At the final match, which was to be a contest between Hu Shanshan of The League of Beggars and Master Lingyun, Tara Mayoung was curiously absent from the stands. Lingyun was highly favored; however his straying eye as he searched for Tara brought Huangho much distress. Some say it was The Blue Destiny Sword itself that delivered the smashing blow which split Hu Shanshan’s staff in half, ending the championship, but be that as it may, Lingyun was announced the victor.

As The Imperial Emperor himself strode across the dueling ground to present Lingyun with the wreath, an assassin’s arrow struck the ground between him and Lingyun. The Imperial Guard and Wu-Tang envoy drew their swords to detect the assassin; Lingyun chanced to glimpse a woman poised with a bow atop the stands. As the Emperor was now safe under guard, Lingyun took off after the assassin.

Some say he caught her, others say she had not the will to flee, nd allowed herself to be caught, but all agree that, as Lingyun approached, the assassin unmasked herself. It was, of course, Tara Mayoung, and she revealed to Lingyun that she was a disciple of Sacred Flower Clan, and that her true name was Lunar Umbra. She had been tasked with assassinating The Imperial Emperor.

“Your reputation precedes you as one of the greatest archers alive,” Lingyun said. “Why did you falter?”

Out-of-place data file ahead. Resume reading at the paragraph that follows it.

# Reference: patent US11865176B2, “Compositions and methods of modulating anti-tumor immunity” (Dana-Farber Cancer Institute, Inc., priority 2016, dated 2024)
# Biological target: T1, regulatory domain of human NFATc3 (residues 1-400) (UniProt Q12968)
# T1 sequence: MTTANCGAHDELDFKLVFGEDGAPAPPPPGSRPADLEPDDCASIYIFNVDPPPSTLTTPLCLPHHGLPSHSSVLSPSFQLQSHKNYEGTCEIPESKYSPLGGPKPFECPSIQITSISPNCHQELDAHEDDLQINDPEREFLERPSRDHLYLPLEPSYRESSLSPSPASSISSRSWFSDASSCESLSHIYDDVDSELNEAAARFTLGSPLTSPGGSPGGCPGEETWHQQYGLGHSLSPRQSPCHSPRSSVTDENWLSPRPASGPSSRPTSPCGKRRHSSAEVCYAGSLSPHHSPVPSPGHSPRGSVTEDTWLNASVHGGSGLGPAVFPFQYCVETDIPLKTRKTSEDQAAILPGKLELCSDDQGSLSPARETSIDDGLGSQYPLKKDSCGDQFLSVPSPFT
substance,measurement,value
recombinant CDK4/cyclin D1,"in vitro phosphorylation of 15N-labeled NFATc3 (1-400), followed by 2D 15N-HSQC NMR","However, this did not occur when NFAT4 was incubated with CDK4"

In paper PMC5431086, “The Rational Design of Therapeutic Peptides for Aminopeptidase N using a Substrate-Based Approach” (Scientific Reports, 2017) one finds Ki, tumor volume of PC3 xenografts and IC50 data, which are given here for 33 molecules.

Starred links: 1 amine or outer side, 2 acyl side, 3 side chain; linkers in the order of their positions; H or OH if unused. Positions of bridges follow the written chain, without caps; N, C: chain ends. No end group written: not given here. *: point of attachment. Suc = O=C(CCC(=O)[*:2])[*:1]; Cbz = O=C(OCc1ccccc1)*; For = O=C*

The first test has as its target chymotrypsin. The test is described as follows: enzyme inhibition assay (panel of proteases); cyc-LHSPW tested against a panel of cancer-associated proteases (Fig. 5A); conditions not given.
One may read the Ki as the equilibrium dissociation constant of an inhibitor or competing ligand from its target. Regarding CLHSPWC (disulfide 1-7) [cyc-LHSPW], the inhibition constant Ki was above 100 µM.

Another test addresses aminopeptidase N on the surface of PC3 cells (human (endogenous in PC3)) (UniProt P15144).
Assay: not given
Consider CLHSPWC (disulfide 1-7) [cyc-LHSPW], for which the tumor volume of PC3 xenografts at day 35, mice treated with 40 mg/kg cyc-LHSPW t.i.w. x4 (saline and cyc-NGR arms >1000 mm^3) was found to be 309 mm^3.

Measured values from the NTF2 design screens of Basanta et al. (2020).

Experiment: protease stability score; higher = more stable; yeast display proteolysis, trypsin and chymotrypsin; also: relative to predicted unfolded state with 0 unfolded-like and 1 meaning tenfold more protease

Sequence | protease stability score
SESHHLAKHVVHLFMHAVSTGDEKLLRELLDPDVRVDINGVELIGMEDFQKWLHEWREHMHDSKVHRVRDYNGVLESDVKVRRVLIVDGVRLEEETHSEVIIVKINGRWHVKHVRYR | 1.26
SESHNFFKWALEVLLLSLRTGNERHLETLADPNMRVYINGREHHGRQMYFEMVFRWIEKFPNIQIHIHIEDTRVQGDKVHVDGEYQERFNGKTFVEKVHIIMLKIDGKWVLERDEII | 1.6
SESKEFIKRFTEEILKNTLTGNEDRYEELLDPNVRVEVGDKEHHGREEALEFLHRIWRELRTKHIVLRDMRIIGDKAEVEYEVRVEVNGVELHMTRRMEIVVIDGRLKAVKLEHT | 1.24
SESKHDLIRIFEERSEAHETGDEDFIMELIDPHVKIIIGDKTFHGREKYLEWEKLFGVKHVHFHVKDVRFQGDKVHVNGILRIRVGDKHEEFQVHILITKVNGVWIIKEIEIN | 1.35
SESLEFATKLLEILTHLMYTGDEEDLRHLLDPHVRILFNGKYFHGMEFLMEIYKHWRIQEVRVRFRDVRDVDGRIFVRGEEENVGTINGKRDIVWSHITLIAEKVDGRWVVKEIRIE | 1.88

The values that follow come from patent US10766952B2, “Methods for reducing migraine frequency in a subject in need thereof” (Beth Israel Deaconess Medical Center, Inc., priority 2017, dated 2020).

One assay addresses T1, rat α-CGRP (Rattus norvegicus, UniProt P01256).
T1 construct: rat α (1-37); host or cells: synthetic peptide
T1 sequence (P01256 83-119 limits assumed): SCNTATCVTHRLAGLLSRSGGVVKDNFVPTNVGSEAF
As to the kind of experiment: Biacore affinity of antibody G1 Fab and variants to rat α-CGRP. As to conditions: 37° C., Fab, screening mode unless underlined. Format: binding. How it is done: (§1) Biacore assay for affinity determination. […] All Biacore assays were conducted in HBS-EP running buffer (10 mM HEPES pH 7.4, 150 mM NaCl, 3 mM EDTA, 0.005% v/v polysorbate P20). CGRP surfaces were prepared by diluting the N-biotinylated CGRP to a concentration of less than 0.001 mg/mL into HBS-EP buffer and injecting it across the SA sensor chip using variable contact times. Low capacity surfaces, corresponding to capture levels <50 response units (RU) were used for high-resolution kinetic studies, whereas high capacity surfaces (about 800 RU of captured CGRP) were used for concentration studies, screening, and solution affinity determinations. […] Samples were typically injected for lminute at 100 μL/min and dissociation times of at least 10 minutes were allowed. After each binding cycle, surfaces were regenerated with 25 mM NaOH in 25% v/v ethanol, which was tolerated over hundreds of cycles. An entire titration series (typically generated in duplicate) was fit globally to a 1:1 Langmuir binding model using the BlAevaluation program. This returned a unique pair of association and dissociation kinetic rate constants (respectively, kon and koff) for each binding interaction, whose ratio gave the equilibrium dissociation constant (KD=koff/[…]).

“Because,” Tara answered, “I could not risk the chance of hitting you.”

As Tara Mayoung was taken into custody by The Imperial Guard, Lingyun was despondent, knowing full well that she would be sentenced to torture and execution. Master Huangho stepped up beside him and placed a knowing hand upon his shoulder. “Let her go, Lingyun,” Huangho said. “Your sword is in the service of The Imperial Emperor.”

“No,” Lingyun replied. “I am Jeng Li, and my sword is in the service of my heart.” He then cut down The Imperial Guards, rescued Tara Mayoung for the second time, and spirited her away.

But this was not the last The Land has heard regarding Master Lingyun, Wu-Tang’s greatest living swordsman. He would appear twice more; the first time to allegedly steal the Holy Board of Yin and Yang from Wu Tang Shan for unknown reasons. The second time would be to defend Wu-Tang’s honor at the legendary final duel of The War of Nine Dragons.

Have you not heard tell about the Holy Board of Yin and Yang? It’s not so well known among young disciples. It is the most precious treasure of the Clan. I hear it's the key to learning Sword of Tai Chi Wisdom, an Art no one but Master Lingyun could accomplish. But now Lingyun's disappeared, and the Holy Board's with him, and the elders are beside themselves.

I am learning,” The Immoral Monk replied.